The Lake Simcoe Region Conservation Authority

Riverine Flood Status
Water Safety
Lake Simcoe Shoreline Status
Low Water Status

Invasive Species

Have you found an invasive species?

With over 440 invasive species in Ontario, it’s very possible there’s an invasive species near you. They exist in the water (Round Goby, Zebra Mussel), and on land (Dog Strangling Vine, Emerald Ash Borer). They may even be in your own backyard.

Invasive species are a problem

Invasive species do what their name suggests and “invade” an area, overtaking most other species and causing significant social, economic and environmental impacts. Invasive species are the second biggest threat to biodiversity, after habitat loss. What makes invasive species so good at survival is also what makes them so hard to control.

The most effective strategy against invasive species is to prevent them from ever being introduced and established.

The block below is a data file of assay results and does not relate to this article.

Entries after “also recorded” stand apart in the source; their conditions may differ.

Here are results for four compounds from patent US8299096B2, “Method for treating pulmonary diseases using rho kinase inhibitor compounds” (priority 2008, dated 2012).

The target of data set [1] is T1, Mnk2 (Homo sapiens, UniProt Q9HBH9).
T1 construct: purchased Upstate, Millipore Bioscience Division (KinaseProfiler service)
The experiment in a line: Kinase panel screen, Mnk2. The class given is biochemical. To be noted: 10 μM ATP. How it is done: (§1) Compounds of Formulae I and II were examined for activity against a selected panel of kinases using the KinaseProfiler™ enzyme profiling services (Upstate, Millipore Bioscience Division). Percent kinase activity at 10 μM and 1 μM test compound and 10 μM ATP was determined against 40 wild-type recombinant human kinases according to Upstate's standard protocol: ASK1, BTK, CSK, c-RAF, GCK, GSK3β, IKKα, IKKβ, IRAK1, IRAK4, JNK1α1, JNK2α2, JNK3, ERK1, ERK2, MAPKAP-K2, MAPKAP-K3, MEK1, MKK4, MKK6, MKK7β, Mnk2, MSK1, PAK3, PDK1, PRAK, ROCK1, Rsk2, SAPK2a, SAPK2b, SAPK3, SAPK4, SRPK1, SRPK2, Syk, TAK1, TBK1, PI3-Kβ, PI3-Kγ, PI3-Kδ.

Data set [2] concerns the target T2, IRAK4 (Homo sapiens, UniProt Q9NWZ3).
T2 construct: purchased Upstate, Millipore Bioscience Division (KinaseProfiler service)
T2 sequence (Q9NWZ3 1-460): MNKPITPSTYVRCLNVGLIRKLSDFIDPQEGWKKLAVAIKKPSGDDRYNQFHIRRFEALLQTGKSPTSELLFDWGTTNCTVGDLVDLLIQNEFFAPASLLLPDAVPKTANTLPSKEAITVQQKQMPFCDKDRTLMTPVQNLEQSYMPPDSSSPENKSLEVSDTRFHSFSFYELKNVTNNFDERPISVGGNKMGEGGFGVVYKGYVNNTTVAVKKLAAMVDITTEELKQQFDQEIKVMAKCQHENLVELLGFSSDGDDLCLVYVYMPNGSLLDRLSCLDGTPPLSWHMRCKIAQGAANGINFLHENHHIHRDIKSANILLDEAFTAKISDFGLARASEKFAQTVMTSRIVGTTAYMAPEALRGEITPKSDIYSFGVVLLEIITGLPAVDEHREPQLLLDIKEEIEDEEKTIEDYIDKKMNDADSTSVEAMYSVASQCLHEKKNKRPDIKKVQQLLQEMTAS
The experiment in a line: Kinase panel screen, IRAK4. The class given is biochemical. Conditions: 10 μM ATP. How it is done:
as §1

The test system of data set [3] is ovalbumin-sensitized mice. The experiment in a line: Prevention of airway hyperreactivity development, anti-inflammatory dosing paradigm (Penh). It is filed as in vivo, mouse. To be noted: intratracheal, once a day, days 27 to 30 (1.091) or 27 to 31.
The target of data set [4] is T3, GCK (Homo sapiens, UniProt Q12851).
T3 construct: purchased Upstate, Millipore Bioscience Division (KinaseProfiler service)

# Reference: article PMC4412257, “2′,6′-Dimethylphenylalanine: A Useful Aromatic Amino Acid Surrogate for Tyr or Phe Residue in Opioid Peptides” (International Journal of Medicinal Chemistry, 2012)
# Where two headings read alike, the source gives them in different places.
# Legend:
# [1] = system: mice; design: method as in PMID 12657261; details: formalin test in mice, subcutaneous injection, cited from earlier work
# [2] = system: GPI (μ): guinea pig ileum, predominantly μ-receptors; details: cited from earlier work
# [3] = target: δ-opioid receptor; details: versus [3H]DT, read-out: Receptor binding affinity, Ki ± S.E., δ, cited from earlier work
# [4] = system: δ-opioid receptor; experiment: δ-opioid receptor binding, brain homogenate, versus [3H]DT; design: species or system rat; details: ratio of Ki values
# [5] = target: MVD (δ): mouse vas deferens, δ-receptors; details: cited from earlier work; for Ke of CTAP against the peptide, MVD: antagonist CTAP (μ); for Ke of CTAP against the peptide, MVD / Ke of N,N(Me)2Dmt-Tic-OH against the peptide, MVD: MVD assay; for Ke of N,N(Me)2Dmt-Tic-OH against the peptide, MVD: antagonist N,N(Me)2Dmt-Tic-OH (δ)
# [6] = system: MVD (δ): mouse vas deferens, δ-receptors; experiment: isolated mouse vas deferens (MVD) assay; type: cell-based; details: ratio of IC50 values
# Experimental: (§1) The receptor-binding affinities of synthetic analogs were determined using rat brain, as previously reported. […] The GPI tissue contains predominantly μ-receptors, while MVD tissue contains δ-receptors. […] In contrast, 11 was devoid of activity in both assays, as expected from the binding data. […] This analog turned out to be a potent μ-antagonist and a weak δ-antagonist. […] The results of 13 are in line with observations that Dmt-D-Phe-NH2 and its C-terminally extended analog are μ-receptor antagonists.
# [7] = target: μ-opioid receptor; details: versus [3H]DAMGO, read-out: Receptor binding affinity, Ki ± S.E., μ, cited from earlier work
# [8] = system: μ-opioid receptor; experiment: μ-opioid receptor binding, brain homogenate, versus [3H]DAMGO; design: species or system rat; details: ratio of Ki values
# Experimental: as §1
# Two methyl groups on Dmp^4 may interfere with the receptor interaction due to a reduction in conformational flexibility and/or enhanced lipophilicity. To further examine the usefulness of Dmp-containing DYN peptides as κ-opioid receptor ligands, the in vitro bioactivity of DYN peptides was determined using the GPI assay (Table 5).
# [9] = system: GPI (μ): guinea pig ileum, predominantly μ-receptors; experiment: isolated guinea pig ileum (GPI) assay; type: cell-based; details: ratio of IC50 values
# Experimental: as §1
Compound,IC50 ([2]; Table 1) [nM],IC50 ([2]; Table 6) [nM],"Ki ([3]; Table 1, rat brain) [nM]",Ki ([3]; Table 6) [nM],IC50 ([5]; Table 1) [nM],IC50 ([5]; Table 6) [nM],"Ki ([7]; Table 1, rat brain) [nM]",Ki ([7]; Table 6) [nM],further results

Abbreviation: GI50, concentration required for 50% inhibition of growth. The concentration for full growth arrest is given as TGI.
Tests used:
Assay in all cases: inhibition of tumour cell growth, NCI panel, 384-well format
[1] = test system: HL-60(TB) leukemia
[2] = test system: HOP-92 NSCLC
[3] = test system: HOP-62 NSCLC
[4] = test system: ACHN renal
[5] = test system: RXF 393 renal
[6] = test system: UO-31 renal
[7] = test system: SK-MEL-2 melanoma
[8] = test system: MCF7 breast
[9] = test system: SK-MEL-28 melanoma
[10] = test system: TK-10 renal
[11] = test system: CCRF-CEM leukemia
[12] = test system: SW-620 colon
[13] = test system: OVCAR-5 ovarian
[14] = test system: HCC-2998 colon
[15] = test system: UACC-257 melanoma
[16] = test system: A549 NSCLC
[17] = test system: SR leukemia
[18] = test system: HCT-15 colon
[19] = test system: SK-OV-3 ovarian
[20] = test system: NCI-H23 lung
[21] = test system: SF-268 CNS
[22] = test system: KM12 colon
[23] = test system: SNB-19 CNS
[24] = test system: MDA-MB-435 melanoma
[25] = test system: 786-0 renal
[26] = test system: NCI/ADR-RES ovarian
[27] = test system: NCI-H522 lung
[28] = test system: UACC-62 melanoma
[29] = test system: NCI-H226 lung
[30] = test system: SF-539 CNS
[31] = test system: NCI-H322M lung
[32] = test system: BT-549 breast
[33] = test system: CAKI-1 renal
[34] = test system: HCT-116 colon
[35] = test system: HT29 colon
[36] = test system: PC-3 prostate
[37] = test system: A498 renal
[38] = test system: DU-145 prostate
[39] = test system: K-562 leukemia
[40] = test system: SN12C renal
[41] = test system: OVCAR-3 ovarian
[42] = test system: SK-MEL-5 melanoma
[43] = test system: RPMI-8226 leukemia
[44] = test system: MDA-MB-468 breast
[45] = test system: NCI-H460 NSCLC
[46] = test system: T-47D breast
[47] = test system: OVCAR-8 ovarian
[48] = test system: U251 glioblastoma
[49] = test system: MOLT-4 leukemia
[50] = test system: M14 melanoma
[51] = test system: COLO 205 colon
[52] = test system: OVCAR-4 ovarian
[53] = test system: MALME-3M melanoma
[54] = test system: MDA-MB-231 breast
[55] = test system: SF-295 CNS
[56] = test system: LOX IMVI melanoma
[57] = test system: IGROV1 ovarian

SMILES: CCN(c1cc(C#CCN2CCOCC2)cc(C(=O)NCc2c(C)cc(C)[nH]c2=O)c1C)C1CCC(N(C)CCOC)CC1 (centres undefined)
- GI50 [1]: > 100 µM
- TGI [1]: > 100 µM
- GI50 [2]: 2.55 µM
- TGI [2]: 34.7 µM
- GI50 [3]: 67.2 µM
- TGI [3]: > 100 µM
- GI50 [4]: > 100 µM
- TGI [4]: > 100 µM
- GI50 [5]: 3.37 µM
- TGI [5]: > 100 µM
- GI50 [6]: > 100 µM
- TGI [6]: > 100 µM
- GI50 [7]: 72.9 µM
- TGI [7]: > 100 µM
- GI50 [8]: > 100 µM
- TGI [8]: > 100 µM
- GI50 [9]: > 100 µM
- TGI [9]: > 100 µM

It’s important to heed some​ basic tips:

  • learn about a plant before putting it in your garden;
  • don’t throw bait fish back in the water;
  • clean your boat before going to another lake;
  • don’t move firewood.

Once introduced, invasive species can be next to impossible to eliminate.

If you spot an invasive species

Take a picture of it to help with identification. Do not touch it or move it. Such practices can actually contribute to further spread. They can also be dangerous because some species, like Giant Hogweed, are quite noxious.

If the invasive species is on your property

Report the sighting to Ontario’s Invading Species Awareness Program. As much as public agencies are interested in controlling the spread of invasive species, their budgets are limited. Contact a professional for proper disposal.

If the invasive species is on public property

Call the stewards (owners) of that property. So for example, if it’s a municipal park, call your local municipality. If it’s a conservation area, call your local conservation authority.

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